Before the Soviet witnesses appeared, the defence tried to play the card of French patriotism against a defector and thus a deserter in wartime. When Kravchenko’s counsel countered with the question of Thorez’s desertion in 1939 and Wurmser’s lawyer, Maître Nordmann, demanded, ‘Un peu de respect pour ce grand homme politique français’, there was an outburst of derisive laughter in court.
Because the vast majority of the public present openly supported Kravchenko, the Communist press claimed that the benches were packed with women from the beaux quartiers in fur coats. It is true that this trial had become such a sensation in Paris that American bars were offering an ‘I-Chose-Freedom’ cocktail, a mixture of whisky and vodka, as a publicity gimmick. Many people did come to the trial to see Communist noses rubbed in the dirt – André Gide would hardly have been human if he had not relished the prospect after what Les Lettres françaises had said about him. But many others came who were not prejudiced against the defendants, such as Sartre and Simone de Beauvoir.
Nordmann brought in the most prominent fellow-travellers available to express their disdain for Kravchenko – Pierre Cot, the aviation minister in the Popular Front government of 1936, Louis Martin-Chauffier, the president of the National Committee of Writers, Emmanuel d’Astier de la Vigerie, Dr Hewlett-Johnson and General Petit – as well as Communist writers Pierre Courtade, Vercors and Wurmser’s brother-in-law, Jean Cassou – the former Communist minister Ferdinand Grenier (who gave his profession as bakery worker) and the ubiquitous Nobel laureate Jean Frédéric Joliot-Curie, who, during his testimony, proceeded to defend the Moscow show trials of the 1930s. The one witness the defence never produced was ‘Sim Thomas’, the alleged American author of the original article. He did not exist. The author had in fact been André Ulmann, editor of the Soviet-backed Tribune des nations.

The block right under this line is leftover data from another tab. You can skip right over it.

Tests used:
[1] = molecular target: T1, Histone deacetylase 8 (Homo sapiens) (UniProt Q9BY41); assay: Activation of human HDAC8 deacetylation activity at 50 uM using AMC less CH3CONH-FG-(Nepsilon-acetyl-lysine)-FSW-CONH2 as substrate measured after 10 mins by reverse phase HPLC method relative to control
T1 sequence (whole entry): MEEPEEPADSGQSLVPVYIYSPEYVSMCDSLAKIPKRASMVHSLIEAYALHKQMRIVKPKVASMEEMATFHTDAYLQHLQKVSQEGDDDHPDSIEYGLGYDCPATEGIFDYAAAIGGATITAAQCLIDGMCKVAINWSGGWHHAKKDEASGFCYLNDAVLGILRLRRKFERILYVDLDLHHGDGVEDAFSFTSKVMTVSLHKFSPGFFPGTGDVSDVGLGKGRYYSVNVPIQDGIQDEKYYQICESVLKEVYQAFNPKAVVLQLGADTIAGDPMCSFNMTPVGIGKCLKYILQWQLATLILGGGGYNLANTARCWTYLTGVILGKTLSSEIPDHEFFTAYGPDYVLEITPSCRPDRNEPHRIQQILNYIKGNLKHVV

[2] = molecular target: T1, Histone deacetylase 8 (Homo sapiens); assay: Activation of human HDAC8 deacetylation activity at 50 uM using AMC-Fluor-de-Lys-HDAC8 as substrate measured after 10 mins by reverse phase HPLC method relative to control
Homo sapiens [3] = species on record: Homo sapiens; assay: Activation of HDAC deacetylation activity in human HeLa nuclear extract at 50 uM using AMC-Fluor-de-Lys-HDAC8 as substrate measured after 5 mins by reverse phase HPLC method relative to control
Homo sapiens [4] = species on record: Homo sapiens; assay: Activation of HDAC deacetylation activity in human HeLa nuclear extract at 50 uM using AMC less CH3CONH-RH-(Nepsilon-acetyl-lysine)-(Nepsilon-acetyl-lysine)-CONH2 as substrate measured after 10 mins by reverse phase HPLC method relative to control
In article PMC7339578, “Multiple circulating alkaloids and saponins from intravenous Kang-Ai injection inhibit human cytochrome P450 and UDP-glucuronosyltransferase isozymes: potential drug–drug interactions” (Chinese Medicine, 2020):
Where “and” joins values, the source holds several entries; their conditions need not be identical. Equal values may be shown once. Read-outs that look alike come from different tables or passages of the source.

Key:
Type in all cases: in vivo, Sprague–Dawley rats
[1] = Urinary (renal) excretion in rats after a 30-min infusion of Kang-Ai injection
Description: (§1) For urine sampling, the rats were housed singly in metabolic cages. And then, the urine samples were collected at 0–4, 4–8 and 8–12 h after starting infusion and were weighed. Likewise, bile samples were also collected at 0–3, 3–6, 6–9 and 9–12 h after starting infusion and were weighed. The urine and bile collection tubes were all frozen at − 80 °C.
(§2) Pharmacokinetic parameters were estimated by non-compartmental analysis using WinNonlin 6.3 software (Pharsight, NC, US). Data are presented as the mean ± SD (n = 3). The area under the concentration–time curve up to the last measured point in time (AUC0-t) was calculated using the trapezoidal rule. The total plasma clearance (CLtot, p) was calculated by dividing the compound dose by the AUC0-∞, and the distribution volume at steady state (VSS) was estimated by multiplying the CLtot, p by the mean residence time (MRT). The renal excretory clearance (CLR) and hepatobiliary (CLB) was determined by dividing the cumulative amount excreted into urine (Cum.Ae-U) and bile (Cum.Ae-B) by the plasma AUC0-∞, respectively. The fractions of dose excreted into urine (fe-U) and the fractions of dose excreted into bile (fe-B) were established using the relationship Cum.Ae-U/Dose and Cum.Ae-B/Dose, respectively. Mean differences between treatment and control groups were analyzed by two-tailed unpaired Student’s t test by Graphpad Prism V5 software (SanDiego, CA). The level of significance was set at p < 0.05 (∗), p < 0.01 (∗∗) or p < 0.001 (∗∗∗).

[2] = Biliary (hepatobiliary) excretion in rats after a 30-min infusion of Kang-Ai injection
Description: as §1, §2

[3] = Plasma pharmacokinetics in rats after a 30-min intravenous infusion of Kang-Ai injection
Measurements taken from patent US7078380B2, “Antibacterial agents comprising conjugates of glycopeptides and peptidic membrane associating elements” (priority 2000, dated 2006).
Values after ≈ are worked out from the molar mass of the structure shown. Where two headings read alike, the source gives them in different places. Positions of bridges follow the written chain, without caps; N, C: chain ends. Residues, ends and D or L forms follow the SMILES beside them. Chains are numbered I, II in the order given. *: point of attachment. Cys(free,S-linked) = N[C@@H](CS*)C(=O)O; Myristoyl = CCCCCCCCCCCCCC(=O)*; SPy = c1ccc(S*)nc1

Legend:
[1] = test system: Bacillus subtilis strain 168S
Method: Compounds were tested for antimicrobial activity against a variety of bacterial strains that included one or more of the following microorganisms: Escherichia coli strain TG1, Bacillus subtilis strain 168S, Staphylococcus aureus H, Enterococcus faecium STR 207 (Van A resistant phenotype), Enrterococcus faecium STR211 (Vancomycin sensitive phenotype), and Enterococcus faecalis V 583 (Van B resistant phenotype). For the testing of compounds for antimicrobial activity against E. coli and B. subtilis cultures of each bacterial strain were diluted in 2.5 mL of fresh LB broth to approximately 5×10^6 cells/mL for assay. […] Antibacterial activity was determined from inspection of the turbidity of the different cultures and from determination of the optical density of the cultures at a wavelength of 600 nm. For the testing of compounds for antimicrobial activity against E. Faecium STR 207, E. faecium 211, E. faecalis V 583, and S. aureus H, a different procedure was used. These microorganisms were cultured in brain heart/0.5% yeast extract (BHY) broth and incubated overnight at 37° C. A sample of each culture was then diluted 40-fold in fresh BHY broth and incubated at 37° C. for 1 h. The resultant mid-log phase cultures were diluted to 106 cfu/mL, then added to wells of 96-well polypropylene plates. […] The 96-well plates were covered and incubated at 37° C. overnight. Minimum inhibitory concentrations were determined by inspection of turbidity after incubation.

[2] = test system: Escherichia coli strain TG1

On 7 February, Kravchenko’s former wife, Zinaïda Gorlova, made her appearance for the defence. The courtroom became tense with anticipation. ‘She’s a prepossessing blonde,’ wrote an eyewitness, ‘thirtysix years old, with what used to be called “advantages” which are tightly restrained in a corset. She wears a black dress. Her face is pale, with a closed expression.’ Gorlova had been flown into Paris with a woman guard, presumably from the NKVD, who escorted her everywhere from an apartment rented by the Soviet Embassy in the Boulevard Suchet. In a voice which sounded monotonous from over-rehearsal, she recounted that Kravchenko had beaten her, broken china and forced her to have an abortion. He was a liar, a womanizer and a drunkard.
Kravchenko’s lawyer, Maître Georges Izard, had little difficulty in making the poor woman squirm. She refused to admit that her father was either a former White Guard or in a prison camp. She claimed that he was dead. She had never seen the scenes of famine in the Ukraine which Kravchenko had claimed to witness with her. The effort was so great for her that she had to ask for a chair so that she could sit down. Nordmann, for the defence, tried to stop Kravchenko speaking to his former wife. The president of the court told him to be quiet. A furious row broke out between them, and in the uproar Gorlova continued to repeat mechanically the insults against her former husband. ‘Always the same recording!’ Kravchenko yelled, as the president of the court brought the session to a hurried close.
The proceedings were often chaotic. One exchange led to Kravchenko throwing himself at Wurmser, before being dragged back by a gendarme. Many of his remarks were not only clever and funny; they cut to the bone, to the delight of his supporters on the public benches. Claude Morgan, on another occasion, burst out: ‘They’re not the public, they’re cagoulards!’ André Wurmser, too, could not contain his unfeigned outrage that a man he considered a traitor should be allowed a public hearing.
Over the next few days, Gorlova’s appearance changed. She had become listless, her face looked yellow, her hair was unkempt, she had lost weight. Kravchenko felt sorry for her, knowing that her failure to make an impression boded ill for her and her family. ‘She did not come to France voluntarily,’ he cried to the court. He promised to look after her in the West for the rest of her life. ‘But she must say why she came here!’ The courtroom was electrified. Gorlova collapsed, vainly searching for a handkerchief in her handbag. Her female guard sat frozen beside her. Before the court reassembled, Gorlova was taken to Orly, where a Soviet military aircraft was waiting to fly her back to the Soviet Union.